A musty odor of manure, muddy straw and vegetables long since spoiled heightens the realistic feel of squalor.
On the massive Toronto set of “Copper,” the details of Manhattan’s Five Points in 1865 are precise down to the brush on the madam’s vanity and Hebrew lettering on the pawnshop window.
In the mansion part of the soundstage, in front of a working fireplace, co-creator and executive producer Tom Fontana (“Oz,” “Homicide: Life on the Street”) and new showrunner Thomas Kelly (“Blue Bloods”) chat about the changes for BBC America’s original drama, which returns with 13 episodes for Season 2 on Sunday, June 23.
“As always the center of the universe is Corcoran,” Fontana tells Zap2it. “He is trying to be a moral cop in an immoral society. He is trying to be a moral friend. A new element arrives in Five Points, in the person of Donovan.”
Donal Logue (“Vikings,” “Sons of Anarchy”) is Gen. Brendan Donovan, back from the Civil War. Like so many of the show’s characters, he’s an Irish immigrant. Donovan came from Kerry, as did Logue’s parents. Logue nails the accent, playing the formidable man who was a cop, an entrepreneur and now a political ward boss not to be crossed.
“He believes in bettering the lives of immigrants,” says Kelly.
Kelly, who has written about New York’s past, says as if it were a mantra: “History is our guide, not our master.”
“So what is our master?” Fontana asks.
“The story,” Kelly says.
Logue, like many on this set, studied this era.
“We didn’t have to live as we did in Ireland,” Logue says. “We didn’t need the Protestant overlords. We didn’t have to keep the old system in the New World, this new dynamic of democracy.”
Five Corners teems with immigrants, returning Civil War vets and freed slaves. In this section of downtown Manhattan, a black doctor tends to the poor, and a tough madam knows everyone’s business.
When we last saw the show’s flawed hero, Detective Kevin Corcoran (Tom Weston-Jones), he left his partner, Detective Francis Maguire (Kevin Ryan), for dead after learning Maguire slept with Corcoran’s wife. Corcoran was also shooting morphine and hallucinating about his dead daughter.
“In the first season you see him as incredibly hungry for any scrap of information,” Weston-Jones says of his character’s quest to find his missing wife. “In the second season, the pace is incredibly quick. You get to see many colors with each character.”
In Season 2, viewers can see his face, now that he’s clean-shaven.
“His actions may not be noble, but internally he stays true to his beliefs,” Weston-Jones says. “It is always fun to have a duality.”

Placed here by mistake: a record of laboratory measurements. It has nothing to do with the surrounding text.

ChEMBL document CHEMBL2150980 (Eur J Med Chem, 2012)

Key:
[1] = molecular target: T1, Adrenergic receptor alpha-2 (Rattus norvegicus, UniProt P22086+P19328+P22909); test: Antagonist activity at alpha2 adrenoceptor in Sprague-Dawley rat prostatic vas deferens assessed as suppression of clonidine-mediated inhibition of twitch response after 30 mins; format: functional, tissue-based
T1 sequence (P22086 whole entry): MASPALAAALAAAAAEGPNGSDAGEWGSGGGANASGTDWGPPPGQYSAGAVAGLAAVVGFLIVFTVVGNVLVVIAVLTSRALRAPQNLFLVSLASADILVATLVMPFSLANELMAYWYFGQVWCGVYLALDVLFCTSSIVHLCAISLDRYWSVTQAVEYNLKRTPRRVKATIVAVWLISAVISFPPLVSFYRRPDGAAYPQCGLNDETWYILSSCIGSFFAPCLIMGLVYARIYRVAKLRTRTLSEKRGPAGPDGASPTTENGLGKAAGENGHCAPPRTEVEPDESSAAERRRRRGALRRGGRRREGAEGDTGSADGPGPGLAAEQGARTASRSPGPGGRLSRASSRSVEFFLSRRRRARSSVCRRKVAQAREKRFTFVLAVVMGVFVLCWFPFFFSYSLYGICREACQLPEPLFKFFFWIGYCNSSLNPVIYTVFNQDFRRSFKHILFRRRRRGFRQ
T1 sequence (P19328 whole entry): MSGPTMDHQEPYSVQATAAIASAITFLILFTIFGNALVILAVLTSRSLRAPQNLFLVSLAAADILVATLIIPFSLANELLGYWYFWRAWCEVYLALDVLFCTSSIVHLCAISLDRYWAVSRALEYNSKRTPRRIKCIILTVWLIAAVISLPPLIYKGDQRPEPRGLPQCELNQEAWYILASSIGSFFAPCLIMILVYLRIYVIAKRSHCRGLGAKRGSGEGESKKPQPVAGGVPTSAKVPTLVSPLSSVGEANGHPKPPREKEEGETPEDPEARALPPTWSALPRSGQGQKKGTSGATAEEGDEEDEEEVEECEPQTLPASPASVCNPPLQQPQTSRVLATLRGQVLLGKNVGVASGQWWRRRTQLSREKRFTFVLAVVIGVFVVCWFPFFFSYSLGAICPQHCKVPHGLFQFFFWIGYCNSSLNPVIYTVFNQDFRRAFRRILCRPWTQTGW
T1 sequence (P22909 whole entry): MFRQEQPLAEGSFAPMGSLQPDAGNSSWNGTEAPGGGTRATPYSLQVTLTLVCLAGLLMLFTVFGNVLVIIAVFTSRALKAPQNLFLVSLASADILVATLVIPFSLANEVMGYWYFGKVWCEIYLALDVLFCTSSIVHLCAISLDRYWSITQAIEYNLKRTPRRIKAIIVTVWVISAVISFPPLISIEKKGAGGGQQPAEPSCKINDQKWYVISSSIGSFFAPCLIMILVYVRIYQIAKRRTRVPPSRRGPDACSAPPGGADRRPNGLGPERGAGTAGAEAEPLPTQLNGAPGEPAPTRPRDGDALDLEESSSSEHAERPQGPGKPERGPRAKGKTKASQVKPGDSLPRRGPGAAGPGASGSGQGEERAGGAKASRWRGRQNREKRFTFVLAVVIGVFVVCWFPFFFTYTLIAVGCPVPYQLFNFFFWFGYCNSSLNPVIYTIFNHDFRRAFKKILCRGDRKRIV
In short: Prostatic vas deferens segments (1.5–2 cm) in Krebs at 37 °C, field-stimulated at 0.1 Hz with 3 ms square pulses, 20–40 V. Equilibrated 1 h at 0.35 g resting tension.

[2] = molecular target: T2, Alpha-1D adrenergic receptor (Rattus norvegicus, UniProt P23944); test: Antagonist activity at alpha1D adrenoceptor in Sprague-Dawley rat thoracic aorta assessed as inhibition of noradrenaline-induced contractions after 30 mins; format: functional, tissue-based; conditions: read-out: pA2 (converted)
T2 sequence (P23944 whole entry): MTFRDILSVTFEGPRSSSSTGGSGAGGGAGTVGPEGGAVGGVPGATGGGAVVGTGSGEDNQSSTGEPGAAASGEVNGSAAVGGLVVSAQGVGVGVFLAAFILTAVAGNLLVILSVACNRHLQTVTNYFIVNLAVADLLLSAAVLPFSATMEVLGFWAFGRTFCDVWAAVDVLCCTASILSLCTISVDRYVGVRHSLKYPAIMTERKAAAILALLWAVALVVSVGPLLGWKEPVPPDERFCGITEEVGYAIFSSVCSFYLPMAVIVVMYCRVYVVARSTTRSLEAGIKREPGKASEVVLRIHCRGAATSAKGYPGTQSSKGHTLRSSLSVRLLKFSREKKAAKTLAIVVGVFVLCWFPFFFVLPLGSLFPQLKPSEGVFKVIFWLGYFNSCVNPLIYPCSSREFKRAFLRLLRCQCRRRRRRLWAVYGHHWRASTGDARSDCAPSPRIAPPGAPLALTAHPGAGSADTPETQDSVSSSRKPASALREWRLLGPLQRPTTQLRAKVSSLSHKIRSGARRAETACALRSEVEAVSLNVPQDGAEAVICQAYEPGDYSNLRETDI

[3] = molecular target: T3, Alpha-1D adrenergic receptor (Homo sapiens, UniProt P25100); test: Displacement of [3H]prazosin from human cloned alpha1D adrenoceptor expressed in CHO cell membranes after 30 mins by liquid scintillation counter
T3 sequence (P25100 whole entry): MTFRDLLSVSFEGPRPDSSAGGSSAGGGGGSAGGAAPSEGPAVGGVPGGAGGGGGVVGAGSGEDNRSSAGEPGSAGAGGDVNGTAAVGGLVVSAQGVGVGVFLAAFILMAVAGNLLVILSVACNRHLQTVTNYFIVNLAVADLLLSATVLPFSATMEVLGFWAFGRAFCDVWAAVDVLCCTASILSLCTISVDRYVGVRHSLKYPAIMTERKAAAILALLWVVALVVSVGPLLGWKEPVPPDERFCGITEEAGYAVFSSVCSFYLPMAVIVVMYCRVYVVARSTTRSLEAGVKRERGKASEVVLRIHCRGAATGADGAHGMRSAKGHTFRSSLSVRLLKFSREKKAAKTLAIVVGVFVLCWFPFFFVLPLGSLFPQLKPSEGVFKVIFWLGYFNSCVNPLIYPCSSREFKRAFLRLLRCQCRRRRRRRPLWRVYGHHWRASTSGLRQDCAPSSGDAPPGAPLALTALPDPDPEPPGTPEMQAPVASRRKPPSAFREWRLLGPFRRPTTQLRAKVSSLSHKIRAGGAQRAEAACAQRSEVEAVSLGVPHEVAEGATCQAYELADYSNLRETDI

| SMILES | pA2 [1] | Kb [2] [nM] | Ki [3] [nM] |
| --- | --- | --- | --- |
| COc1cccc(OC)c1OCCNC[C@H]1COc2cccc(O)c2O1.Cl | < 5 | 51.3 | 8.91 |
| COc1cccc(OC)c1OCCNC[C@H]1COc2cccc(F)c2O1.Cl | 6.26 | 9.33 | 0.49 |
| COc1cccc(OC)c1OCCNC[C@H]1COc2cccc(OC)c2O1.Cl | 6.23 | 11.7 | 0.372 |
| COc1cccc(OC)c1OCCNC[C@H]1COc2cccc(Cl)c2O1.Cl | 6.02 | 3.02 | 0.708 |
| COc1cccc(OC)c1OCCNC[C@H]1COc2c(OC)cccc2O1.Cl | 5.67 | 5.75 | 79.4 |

In the first three episodes, Corcoran remains a man consumed by whatever case he’s on, ignoring his own life.
“I would like to see Corky push the audience’s liking of him, just to test how bad he can be,” Weston-Jones says. “Anyone can turn, especially in a place where the people are morally ambiguous. Something I really love about American history – to a Welsh person like I am – American history is so fast. Things just happen grander, quicker.”
“Copper” teaches history without being didactic.
“When I first got the role I thought there were no black doctors in 1864,” says Ato Essandoh, who plays Dr. Freeman, a former slave. “There were six or seven.”
Freeman may be TV’s most brilliant physician because he diagnoses and cures relying on basic chemistry, herbs and his wits, which rarely leave him – unless of course a snake oil salesman happens to poison his wife.
“That’s not a stern talking-to, that’s an ass-whooping,” Essandoh says of a punishing scene last season. This year, “there’s much more at stake with him. It’s just after the Draft Riots. It’s dangerous enough now with his wife. There is much more to lose.”
Portraying Sara, his wife, is Tessa Thompson, who says, “Playing someone last year who was so isolated, felt isolated and separate, the benefit is you have the chance to really dig in.”
Listening to Frederick Douglass (Eamonn Walker) helps Sara come into her own.
As tough as the men are – and these guys strut for a reason – the women, particularly Madame Eva (Franka Potente), are tougher.
“She’s a businesswoman, and that’s what I find remarkable,” Potente says. “There are very few roles for women.”
Her character is an immigrant, to which most of these actors – from Germany, Ireland and Wales – can relate.
“He’s in search of the American dream,” Ryan says of his character, Maguire.
In the season opener, Ryan is gaunt and hirsute, having dropped 24 pounds to look convincing in jail scenes.
“At the end of the day he still loves Kevin, and he has a fear of abandonment, which is explained with his father leaving,” Ryan says. “He just dealt with things in the wrong way.”
As do many “Copper” characters as they dabble in blackmail, murder and revenge, all at a faster clip than last season.
“It is just streamlined,” Weston-Jones says. “There’s a lot more sex on the show this year as well. It’s not inappropriate, since 50 percent of it takes place in a brothel. I think people will be pleased with how the show progressed; I certainly am.”